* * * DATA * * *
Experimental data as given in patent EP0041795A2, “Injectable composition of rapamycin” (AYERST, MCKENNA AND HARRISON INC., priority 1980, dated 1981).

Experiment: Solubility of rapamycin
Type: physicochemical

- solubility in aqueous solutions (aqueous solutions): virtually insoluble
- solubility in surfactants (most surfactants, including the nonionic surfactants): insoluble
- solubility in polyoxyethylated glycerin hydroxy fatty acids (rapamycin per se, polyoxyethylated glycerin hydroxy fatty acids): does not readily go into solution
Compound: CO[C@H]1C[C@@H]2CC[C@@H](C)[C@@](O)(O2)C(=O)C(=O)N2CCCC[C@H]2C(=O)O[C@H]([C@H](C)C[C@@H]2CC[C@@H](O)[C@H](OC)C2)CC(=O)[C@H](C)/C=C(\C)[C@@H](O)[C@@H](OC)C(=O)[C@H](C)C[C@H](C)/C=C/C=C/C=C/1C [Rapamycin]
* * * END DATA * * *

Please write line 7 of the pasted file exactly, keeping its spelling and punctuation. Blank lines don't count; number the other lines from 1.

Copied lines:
Compound: CO[C@H]1C[C@@H]2CC[C@@H](C)[C@@](O)(O2)C(=O)C(=O)N2CCCC[C@H]2C(=O)O[C@H]([C@H](C)C[C@@H]2CC[C@@H](O)[C@H](OC)C2)CC(=O)[C@H](C)/C=C(\C)[C@@H](O)[C@@H](OC)C(=O)[C@H](C)C[C@H](C)/C=C/C=C/C=C/1C [Rapamycin]